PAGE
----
RFI: What is the role of people’s awareness of waste disposal at source?

Ms. Tran Thu Huong: Actually, the part related to people’s consciousness is still only the lower part, but also related to the priorities of managers in their policymaking. Currently, the problem of waste management is still included in environmental issues, while the environment has many different problems, but waste is just a problem and really has not been a priority.

When we did the project in Vinh Phuc, waste was still not a priority for them until the project worked with the consulting units and agencies to issue policies on waste treatment accompanying us in field activities. And it seems that their priorities in programs, in their proposals in terms of the policy have also increased.

Mr. Nguyen Huu Ninh: Recently the government issued a new law orienting who is the emitter, that person must be responsible. Units that use plastic goods and plastic bottles have to pay to treat those plastic waste, for example. However, the work of advocacy and propaganda for the people or specific instructions for the authorities or businesses to apply and use may still need time.

Ms. Tran Thu Huong: Another direction Vietnam is starting to explore is promoting the circular economy, still reducing waste right from the production stage, and how to recover waste back in the production process. Instead of only relating to consumers, it is now necessary to bind the responsibility of manufacturers as well. This is a direction, but it is still in the testing phase.

RFI: Back to Gret’s project, how is the waste treatment project in Vinh Phuc province implemented by Gret? How is Vinh Phuc province different from large urban areas?

Ms. Tran Thu Huong: The project in Vinh Phuc province has been completed. The project was implemented in 25 communes in 2 districts from 2016 to 2018 and was handed over to the province in early 2019. The project has many different components, in which the component related to infrastructure is very small. The project mainly focuses on engineering, capacity building, communication, and policy advocacy. There are a number of products that the province is clearly still working on, for example, updating policies related to waste management, building a database. Products supporting the province’s management are still used by the province.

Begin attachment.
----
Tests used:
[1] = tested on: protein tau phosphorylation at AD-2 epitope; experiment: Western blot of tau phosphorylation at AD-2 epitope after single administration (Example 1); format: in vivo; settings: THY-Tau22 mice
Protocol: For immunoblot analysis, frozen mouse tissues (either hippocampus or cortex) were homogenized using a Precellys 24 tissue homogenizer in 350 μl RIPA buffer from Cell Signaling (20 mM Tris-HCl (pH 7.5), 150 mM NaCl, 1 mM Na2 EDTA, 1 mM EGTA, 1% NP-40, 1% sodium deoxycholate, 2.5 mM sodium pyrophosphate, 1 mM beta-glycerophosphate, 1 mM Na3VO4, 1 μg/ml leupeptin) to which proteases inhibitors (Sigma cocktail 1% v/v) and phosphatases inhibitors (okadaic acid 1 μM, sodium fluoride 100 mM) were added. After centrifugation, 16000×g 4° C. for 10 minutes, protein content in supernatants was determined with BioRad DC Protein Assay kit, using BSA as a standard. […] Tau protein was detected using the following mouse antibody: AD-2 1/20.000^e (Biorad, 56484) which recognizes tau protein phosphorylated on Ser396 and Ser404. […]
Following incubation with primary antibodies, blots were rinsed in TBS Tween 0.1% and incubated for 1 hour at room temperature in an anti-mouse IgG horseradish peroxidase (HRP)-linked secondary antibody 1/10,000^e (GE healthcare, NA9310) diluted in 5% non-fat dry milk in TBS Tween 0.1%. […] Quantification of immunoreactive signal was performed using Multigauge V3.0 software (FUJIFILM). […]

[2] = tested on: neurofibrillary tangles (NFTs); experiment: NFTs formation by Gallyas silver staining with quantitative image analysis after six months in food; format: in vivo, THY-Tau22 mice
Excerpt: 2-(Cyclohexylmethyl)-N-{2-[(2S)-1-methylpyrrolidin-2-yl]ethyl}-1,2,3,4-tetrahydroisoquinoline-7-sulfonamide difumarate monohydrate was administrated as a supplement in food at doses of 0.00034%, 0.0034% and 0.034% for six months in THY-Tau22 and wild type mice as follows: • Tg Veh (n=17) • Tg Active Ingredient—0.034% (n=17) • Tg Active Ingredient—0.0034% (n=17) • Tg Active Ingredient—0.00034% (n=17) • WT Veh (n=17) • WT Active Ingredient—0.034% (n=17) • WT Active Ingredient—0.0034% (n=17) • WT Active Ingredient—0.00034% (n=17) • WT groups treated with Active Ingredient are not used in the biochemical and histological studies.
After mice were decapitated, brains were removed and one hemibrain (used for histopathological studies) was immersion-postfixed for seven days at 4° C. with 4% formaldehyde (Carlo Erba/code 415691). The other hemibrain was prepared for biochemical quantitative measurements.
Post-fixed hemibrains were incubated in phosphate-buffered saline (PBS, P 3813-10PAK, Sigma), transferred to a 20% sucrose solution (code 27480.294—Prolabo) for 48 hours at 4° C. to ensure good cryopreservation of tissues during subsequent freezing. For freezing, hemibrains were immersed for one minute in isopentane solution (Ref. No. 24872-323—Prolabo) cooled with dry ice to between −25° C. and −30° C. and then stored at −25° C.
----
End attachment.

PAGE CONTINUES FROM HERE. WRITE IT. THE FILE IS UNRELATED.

Mr. Nguyen Huu Ninh: First, we have to explain a bit about the context of the project. The intervention project is located in Vinh Phuc province, which is a semi-urban area (half-rural, half-urban), unlike big cities like Hanoi and Ho Chi Minh City where the collection and treatment works of waste management are carried out in a concentrated manner by large enterprises or at the city-wide scale in centralized landfills, applying science and technology.

Currently, in rural areas, waste is treated at the commune level, not at the provincial or district level. For example, Vinh Phuc province has 7 districts, 1 town, 1 city, out of 7 districts there are 118 communes and each commune is a private unit responsible for the collection, transportation, and treatment of waste and they must have a private landfill and incinerator. In Vinh Phuc province where Gret is implementing the project, we assessed that each commune has 2.5 landfills or incinerators.

Gret’s project focuses on 3 main contents: support to renovate some waste treatment infrastructure (landfills, existing incinerators) to minimize harmful impacts on the environment. Gret’s project is not to build a new one and hand it over to the province, but to help improve existing infrastructure, introduce some new technologies and techniques to help businesses and cooperatives operate and maintain repair, maintenance, and management to minimize the impact on the environment.

RFI Vietnamese would like to thank Mr. Nguyen Huu Ninh and Ms. Tran Thu Huong, of the NGO Gret, in Hanoi. (Translated)